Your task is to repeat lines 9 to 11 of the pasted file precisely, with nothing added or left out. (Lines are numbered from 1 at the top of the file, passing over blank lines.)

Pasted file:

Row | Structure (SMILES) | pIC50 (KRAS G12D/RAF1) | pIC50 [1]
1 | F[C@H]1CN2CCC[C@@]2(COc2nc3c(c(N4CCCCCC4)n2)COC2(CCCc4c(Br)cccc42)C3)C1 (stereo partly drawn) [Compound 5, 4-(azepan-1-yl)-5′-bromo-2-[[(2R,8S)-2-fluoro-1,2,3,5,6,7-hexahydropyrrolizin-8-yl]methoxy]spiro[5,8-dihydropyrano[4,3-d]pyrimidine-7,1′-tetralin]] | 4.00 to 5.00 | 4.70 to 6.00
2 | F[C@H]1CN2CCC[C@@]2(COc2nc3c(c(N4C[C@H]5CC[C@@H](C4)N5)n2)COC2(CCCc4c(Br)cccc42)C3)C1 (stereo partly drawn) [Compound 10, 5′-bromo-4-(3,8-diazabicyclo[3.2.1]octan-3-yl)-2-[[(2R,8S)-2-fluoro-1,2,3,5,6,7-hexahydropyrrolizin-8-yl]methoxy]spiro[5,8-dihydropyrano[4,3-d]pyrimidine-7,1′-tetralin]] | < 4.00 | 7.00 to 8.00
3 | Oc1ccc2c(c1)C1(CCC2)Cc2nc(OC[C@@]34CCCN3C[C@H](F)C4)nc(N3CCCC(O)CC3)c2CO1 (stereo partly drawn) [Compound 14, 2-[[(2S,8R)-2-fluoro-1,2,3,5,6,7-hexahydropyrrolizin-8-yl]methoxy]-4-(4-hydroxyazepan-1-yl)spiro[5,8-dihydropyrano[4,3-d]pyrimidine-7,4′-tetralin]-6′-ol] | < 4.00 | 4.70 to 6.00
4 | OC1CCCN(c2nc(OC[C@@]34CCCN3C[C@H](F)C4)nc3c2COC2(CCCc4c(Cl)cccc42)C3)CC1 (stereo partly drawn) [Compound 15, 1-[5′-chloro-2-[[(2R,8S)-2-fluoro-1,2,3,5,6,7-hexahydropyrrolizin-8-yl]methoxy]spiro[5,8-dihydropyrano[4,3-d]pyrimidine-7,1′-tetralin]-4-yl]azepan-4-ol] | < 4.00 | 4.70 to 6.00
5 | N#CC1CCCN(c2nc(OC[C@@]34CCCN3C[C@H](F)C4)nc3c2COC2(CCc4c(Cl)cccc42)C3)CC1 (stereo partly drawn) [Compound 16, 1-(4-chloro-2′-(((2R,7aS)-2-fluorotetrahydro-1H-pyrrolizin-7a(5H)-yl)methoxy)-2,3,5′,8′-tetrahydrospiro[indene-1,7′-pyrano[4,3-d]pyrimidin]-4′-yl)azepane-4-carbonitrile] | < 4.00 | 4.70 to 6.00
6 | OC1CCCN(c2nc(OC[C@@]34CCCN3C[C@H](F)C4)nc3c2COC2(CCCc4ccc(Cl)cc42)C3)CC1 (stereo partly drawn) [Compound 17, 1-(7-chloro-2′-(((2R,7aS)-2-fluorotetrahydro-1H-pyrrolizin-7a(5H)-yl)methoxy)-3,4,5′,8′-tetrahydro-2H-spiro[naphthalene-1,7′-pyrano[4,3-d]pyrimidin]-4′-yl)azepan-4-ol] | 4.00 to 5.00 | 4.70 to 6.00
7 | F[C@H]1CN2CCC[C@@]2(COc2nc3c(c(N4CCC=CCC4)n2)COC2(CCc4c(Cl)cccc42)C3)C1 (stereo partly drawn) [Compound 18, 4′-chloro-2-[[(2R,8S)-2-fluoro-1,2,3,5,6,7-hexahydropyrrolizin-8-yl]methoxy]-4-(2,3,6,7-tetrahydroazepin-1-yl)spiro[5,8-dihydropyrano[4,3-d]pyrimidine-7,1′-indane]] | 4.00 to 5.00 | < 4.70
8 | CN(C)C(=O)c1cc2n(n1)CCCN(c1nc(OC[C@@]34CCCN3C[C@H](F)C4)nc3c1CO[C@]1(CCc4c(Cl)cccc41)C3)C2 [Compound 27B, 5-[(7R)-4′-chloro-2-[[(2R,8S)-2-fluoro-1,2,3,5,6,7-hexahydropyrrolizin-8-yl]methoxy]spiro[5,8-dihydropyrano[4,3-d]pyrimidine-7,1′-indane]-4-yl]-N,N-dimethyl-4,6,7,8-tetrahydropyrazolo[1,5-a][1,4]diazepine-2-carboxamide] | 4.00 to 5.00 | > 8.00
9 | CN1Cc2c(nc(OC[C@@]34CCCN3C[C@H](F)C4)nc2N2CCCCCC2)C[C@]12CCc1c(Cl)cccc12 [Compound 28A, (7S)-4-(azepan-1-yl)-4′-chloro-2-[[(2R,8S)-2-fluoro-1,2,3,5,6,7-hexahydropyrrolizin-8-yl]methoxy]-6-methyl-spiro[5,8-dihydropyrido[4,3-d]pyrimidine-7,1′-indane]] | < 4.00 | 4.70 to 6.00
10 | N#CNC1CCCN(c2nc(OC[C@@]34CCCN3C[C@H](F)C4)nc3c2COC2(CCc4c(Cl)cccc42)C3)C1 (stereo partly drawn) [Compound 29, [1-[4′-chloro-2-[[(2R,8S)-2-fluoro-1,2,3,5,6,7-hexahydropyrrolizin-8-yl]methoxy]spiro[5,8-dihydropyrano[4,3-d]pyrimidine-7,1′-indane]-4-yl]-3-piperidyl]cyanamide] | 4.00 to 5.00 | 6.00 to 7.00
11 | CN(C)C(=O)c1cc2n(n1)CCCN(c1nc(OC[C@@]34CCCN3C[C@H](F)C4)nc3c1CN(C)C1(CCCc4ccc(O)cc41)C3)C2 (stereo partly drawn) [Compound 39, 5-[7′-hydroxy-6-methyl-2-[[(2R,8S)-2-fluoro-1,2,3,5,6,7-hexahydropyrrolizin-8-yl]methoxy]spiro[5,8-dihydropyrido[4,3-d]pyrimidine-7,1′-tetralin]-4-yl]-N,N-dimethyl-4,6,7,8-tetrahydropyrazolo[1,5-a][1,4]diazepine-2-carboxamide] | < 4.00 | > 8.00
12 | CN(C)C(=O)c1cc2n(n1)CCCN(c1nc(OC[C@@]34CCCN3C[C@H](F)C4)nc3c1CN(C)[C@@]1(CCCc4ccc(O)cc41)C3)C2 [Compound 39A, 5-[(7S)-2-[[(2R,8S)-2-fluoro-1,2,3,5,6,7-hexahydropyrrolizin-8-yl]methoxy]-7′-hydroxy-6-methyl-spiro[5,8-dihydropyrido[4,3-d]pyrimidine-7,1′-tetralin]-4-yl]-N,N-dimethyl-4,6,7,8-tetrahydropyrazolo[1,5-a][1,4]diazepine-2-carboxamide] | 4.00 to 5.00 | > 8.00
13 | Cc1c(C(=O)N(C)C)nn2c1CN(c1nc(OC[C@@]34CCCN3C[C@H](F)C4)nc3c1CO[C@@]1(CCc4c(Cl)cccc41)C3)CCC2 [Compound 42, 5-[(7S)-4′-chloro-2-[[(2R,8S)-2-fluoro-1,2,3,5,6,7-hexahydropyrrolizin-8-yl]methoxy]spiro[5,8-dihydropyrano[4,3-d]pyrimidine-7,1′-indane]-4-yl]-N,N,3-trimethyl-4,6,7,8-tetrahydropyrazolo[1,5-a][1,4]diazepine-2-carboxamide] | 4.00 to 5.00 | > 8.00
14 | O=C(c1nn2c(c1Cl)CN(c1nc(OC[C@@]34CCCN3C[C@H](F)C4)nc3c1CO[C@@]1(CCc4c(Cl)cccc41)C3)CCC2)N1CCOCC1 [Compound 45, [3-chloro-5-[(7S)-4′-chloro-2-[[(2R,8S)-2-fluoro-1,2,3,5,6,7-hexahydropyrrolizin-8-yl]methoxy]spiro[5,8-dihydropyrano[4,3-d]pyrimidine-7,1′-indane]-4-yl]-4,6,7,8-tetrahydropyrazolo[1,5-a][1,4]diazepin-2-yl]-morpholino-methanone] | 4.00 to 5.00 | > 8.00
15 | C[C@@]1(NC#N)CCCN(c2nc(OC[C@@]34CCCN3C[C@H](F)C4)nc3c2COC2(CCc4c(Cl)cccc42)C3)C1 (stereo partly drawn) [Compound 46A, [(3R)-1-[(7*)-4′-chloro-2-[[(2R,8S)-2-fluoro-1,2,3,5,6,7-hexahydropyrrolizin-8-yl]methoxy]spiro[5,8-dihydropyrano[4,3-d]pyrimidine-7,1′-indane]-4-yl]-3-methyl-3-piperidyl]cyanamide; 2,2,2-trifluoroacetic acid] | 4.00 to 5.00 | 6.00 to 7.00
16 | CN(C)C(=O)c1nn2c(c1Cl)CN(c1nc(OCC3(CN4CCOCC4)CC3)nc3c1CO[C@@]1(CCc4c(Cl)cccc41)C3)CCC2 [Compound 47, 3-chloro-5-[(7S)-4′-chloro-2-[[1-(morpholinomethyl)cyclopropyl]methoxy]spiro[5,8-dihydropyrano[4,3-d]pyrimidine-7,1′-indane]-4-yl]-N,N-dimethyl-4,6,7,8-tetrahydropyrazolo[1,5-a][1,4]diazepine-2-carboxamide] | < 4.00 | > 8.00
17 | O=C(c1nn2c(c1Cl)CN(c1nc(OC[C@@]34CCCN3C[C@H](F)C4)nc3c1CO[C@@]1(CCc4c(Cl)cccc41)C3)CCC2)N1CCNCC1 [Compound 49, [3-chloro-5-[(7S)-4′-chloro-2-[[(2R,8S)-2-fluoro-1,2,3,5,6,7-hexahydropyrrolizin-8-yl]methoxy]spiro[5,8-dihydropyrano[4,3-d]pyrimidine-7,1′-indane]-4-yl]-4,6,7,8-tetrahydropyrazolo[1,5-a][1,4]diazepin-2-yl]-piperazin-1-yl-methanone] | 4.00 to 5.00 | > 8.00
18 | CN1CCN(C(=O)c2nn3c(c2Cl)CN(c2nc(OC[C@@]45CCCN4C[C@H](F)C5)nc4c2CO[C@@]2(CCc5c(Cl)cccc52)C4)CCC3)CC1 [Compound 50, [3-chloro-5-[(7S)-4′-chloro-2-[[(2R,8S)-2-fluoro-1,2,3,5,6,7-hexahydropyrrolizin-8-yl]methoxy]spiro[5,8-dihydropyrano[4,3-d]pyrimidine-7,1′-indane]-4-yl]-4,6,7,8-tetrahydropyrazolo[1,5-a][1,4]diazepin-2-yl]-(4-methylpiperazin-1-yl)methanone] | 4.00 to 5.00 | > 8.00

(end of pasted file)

8 | CN(C)C(=O)c1cc2n(n1)CCCN(c1nc(OC[C@@]34CCCN3C[C@H](F)C4)nc3c1CO[C@]1(CCc4c(Cl)cccc41)C3)C2 [Compound 27B, 5-[(7R)-4′-chloro-2-[[(2R,8S)-2-fluoro-1,2,3,5,6,7-hexahydropyrrolizin-8-yl]methoxy]spiro[5,8-dihydropyrano[4,3-d]pyrimidine-7,1′-indane]-4-yl]-N,N-dimethyl-4,6,7,8-tetrahydropyrazolo[1,5-a][1,4]diazepine-2-carboxamide] | 4.00 to 5.00 | > 8.00
9 | CN1Cc2c(nc(OC[C@@]34CCCN3C[C@H](F)C4)nc2N2CCCCCC2)C[C@]12CCc1c(Cl)cccc12 [Compound 28A, (7S)-4-(azepan-1-yl)-4′-chloro-2-[[(2R,8S)-2-fluoro-1,2,3,5,6,7-hexahydropyrrolizin-8-yl]methoxy]-6-methyl-spiro[5,8-dihydropyrido[4,3-d]pyrimidine-7,1′-indane]] | < 4.00 | 4.70 to 6.00
10 | N#CNC1CCCN(c2nc(OC[C@@]34CCCN3C[C@H](F)C4)nc3c2COC2(CCc4c(Cl)cccc42)C3)C1 (stereo partly drawn) [Compound 29, [1-[4′-chloro-2-[[(2R,8S)-2-fluoro-1,2,3,5,6,7-hexahydropyrrolizin-8-yl]methoxy]spiro[5,8-dihydropyrano[4,3-d]pyrimidine-7,1′-indane]-4-yl]-3-piperidyl]cyanamide] | 4.00 to 5.00 | 6.00 to 7.00